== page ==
If you walked by Scott Courtyard on the evening of October 19, you were met by bright lights, a long red carpet, and rows of seats filled with enthusiastic audience members there to watch Live 2 Free’s second annual Fair Trade Fashion Show.
Like the previous year, this years fashion show featured vendors of both fair trade and second-hand clothing and jewelry, but the event also included something new: a discussion panel of speakers involved with the Fair Trade Movement.
Vanguard senior and Live 2 Free president Jazmyne French was a panelist along with Ed Westbrook, Professor of business and law, Elisha Chan, Board member of Fair Trade LA and Debbie Rupard, Ambassador for Noonday Collection. All participants spoke on the Fair Trade Movement and labor trafficking, why they were involved, and how an individual could help.
Rupard was particularly enthusiastic about the movement, and anyone who decided to get involved.
“Once you discover Fair Trade, it’s difficult not to become a part of it,” Rupard said.
Because people need jobs with fair pay, several panelists also brought up the way that the Fair Trade movement connects to other world problems, such as poverty.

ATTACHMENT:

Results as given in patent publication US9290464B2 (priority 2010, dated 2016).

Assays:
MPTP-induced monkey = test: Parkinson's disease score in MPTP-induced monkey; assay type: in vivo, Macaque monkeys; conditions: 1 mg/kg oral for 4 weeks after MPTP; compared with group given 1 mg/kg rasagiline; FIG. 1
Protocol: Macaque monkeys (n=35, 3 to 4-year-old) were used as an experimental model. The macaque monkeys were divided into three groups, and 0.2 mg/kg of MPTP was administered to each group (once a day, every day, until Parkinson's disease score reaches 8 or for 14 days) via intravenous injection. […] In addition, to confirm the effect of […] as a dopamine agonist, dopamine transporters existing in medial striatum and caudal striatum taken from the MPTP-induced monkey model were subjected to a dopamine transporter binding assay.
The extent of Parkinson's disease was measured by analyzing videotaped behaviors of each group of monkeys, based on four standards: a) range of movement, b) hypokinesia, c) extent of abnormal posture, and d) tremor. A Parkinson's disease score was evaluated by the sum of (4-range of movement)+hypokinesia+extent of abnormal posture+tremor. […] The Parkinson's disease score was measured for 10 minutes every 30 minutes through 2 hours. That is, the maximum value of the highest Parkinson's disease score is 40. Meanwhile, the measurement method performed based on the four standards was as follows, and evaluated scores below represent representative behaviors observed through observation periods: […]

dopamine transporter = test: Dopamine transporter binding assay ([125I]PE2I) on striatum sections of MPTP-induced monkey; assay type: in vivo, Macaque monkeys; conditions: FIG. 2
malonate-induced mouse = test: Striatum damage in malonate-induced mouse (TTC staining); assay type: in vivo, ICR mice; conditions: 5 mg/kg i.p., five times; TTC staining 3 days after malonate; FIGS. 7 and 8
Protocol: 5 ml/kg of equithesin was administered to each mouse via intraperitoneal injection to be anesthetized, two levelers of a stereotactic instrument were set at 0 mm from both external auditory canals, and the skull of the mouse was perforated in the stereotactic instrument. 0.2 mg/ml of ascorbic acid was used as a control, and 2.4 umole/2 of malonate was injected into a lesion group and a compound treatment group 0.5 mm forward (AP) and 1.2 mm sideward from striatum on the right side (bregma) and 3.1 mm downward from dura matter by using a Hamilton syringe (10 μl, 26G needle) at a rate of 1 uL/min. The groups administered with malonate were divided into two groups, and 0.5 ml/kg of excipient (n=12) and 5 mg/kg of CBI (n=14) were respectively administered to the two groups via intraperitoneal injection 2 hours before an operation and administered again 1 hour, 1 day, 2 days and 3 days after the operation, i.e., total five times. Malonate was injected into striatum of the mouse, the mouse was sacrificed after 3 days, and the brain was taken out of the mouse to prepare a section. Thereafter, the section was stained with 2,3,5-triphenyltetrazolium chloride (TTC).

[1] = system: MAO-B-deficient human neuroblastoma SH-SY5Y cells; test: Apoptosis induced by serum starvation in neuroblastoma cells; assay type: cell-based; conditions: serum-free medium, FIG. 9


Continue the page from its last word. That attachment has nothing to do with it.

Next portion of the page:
“The key to ending poverty is job creation,” Chan said.
Each of the panelists offered different insight into the horror of labor trafficking, from their individual perspectives, and experiences in their field of work. French stressed the importance of Fair Trade in the effort to end trafficking in the workplace.
“Every person deserves to go to work and not fear that they’re going to die that day,” French said.
The fashion show itself began directly after the panelists finished speaking. Unlike traditional fashion shows, which feature collections aimed at a particular season, this show featured clothing that could be worn at any given point in the year, and every outfit was modeled by one of 40 volunteer Vanguard students. According to French, many of the students were able to chose the outfit that they walked in.
The first vendor showcased on the runway was Plato’s Closet, a second-hand clothing store located in Costa Mesta. The variety of outfits featured from them were for both men and women, and primarily displayed denim, graphic t-shirts, jumpsuits and a few light jackets. Following Plato’s Closet was Elisha C., Citizen and Darling, and Noon Day collection, with accessories and pieces of jewelry from Peace Exchange, Purpose Jewelry, and Vida Verde.
Live 2 Free came up with the idea for a fashion show last year, at the club’s leadership retreat, out of a desire to educate students about labor trafficking and Fair Trade fashion. In a matter of only six weeks, they were able to get ten vendors to feature on the runway. This year, the club began planning the show in late July, and Vanguard was even able to supply them with fair trade food to serve at the event, according to French.
Both this and last years events began and ended with an opportunity for the audience to shop from the vendors showcased on the runway, following the idea expressed in the panel, that every dollar the individual spends can make a difference.
“Every time you spend money, you are paying for the world that you want to live in,” Rupard said.
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